**The werewolf star from that movie — Oliver Reed — is in this in a rare heroic role.

Burn, Witch, Burn (1962)

Based upon the 1943 Fritz Leiber novel Conjure Wife, this movie was called Day of the Eagle in the UK before getting a title that sounded more like a horror movie for American audiences. The book had already been adapted once before as Weird Woman in 1944 and then one more time afterward in 1979 as Witches’ Brew.

The American version also has an opening in complete blackness where the voice of Paul Frees reads a spell intended to protect the audience from the evil within the film. Filmgoers also were given a special pack of salt and the words to an ancient incantation. Man, going to the movies used to be awesome. American-International Pictures knew how to sell an occult movie!

Written by a combination of Charles Beaumont (The Masque of the Red Death, several great Twilight Zone episodes), Richard Matheson (I Am LegendDuel) and George Baxt (Shadow of the Cat, The City of the Dead), this is the story of Norman Taylor (Peter Wyngarde, Klytus from Flash Gordon), a man who discovers that all of his career success is due to the magic skills of his wife. As soon as he demands that she burns all of her magical ephemera, everything in his life goes wrong

By the end of the movie, his rational view of the world must confront the fact that magic truly exists. It also posits that women are the magic workers of the world and that men just stumble through, a view I can completely agree with.

Ring of Terror (1962)

Despite playing college students, nearly everyone in this movie is pushing forty. If you can get past that, well, there’s a lot more wrong with this movie, but it’s just weird enough that it’s worth watching.

Medical student Lewis Moffitt (George E. Mather, who was 42 when this would made* and would go on to supervise the miniatures and optical effects for Star Wars) is afraid of the dark, ever since he saw a dead body when he was a little kid. Now that he’s in college — he must be a non-traditional freshman — the fraternity he’s trying to rush makes him steal a ring — a Ring of Terror? — from a dead man.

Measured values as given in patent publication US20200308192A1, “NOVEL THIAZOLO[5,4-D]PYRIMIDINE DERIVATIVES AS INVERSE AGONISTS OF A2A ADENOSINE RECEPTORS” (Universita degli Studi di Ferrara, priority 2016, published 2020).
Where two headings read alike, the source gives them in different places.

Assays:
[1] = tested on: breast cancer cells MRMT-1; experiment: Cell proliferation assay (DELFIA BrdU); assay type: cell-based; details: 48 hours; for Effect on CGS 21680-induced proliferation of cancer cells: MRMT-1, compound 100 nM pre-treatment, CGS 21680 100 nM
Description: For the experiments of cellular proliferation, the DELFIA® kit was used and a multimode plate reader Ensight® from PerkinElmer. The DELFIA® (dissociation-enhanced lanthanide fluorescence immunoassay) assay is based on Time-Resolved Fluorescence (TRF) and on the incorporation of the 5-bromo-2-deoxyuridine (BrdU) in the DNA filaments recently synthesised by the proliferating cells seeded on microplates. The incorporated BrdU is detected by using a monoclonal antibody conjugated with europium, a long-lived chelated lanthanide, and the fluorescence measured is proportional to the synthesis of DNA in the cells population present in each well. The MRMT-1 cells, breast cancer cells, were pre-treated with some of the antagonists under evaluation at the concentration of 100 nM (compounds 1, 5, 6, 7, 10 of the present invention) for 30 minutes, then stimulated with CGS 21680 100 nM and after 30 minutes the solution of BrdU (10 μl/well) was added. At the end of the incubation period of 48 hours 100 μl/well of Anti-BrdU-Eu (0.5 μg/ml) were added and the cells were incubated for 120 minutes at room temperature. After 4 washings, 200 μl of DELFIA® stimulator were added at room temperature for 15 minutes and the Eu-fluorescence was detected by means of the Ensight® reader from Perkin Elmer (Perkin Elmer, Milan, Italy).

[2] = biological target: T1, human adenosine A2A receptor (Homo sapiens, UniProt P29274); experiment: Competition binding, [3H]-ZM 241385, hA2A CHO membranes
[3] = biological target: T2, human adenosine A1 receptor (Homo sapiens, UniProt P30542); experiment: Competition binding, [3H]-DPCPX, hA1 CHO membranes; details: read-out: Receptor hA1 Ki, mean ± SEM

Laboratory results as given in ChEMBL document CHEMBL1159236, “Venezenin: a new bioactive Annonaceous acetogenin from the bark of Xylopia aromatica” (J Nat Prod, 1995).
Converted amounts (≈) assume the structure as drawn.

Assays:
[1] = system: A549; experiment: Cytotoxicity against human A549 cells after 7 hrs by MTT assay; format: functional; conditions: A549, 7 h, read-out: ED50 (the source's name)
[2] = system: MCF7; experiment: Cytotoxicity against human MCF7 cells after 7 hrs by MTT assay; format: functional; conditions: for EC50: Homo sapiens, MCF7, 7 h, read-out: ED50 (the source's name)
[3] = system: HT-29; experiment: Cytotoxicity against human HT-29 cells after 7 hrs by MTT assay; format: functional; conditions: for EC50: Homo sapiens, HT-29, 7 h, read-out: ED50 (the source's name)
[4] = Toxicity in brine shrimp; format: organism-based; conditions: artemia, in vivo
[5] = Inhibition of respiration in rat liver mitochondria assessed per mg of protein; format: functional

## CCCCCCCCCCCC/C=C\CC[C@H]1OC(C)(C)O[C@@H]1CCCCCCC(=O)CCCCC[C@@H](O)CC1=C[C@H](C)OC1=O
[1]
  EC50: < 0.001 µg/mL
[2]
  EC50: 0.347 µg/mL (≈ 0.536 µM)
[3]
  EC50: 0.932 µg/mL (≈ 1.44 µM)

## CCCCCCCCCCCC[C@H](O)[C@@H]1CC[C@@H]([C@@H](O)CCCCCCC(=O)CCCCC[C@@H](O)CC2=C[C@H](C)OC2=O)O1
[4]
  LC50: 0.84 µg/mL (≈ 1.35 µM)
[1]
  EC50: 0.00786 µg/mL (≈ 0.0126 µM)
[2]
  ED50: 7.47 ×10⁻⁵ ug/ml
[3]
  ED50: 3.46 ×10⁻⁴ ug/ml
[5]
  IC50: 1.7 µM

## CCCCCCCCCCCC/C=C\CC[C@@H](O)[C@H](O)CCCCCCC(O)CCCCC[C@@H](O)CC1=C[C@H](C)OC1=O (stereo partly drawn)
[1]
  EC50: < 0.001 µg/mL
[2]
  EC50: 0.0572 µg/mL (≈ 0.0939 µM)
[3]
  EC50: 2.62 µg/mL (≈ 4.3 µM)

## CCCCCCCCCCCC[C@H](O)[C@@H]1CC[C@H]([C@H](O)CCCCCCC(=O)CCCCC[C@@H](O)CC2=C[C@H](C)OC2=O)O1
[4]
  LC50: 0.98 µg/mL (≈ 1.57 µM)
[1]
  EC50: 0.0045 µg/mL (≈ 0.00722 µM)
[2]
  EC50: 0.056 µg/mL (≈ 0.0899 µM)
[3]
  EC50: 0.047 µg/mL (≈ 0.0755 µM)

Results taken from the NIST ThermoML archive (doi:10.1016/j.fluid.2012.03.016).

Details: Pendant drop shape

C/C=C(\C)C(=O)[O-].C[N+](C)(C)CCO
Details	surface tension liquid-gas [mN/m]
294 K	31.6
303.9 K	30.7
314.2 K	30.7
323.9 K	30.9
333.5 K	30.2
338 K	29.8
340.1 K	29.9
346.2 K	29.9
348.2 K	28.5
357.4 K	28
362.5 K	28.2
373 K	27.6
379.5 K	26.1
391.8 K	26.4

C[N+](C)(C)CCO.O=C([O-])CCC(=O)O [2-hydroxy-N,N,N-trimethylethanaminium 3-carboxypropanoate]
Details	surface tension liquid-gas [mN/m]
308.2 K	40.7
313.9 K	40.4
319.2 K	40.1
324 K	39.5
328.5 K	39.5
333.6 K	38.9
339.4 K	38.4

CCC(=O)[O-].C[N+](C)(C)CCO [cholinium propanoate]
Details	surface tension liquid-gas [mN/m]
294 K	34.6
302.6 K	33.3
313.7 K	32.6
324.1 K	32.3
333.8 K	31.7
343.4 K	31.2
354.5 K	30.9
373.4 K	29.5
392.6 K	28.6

Clark Paylow, who directed this, was the second unit guy on so many beach movies and the production manager for The Conversation and Close Encounters of the Third Kind.

*Actually, he was 35, as this was shot in 1955 and not released for several years after it was finished.

You can watch the Mysery Science Theater version of this movie on Tubi. You can also download the original cut of this movie on the Internet Archive.

KAIJU DAY MARATHON: King Kong vs. Godzilla (1962)

The third film for both Kong — well, Son of Kong doesn’t feature him — and Godzilla and the first in color for both, King Kong vs. Godzilla gave Toho the idea to keep making Godzilla movies after retiring him for seven years.

The original idea came from King Kong stop motion animator Willis H. O’Brien, who had the idea that Kong should fight a gigantic Frankenstein’s Monster. He gave a script to producer John Beck, who gave Toho the idea to make this movie. Maybe he was inspired by the fact that Toho kept trying to make Frankenstein movies? Or maybe he liked that the Godzilla movies were released in Germany as Frankenstein movies, with the explanation that Dr. Victor Frankenstein had created all of the many creatures that Godzilla does battle with?

Kong creator Merian C. Cooper hated the very idea of this movie, saying “I was indignant when some Japanese company made a belittling thing, to a creative mind, called King Kong vs. Godzilla. I believe they even stooped so low as to use a man in a gorilla suit, which I have spoken out against so often in the early days of King Kong.” He even tried to file a lawsuit against Toho, Universal and Beck before discovering that he did not hold the sole rights to Kong.

Director Ishiro Honda actually had a theme that was anything but banal. Perhaps he and Cooper should have just spoken in person, because Honda was against the TV industry in Japan, which was pushing the envelope further and further, including airing a Fred Blassie pro wrestling match that was so intense that two elderly viewers had deadly heart attacks. I’ve always found that story to be pure Blassie hyperbole, but it really seems true.

This led to the idea that Pacific Pharmaceuticals would want to boost. the ratings of the shows they advertise on and bring a giant ape back from Faro Island. At the same time, the iceberg that Godzilla has been trapped in for nearly a decade hits a nuclear submarine and the big green monster is free once more. So he does what anyone would. He goes back to Tokyo to destroy everything.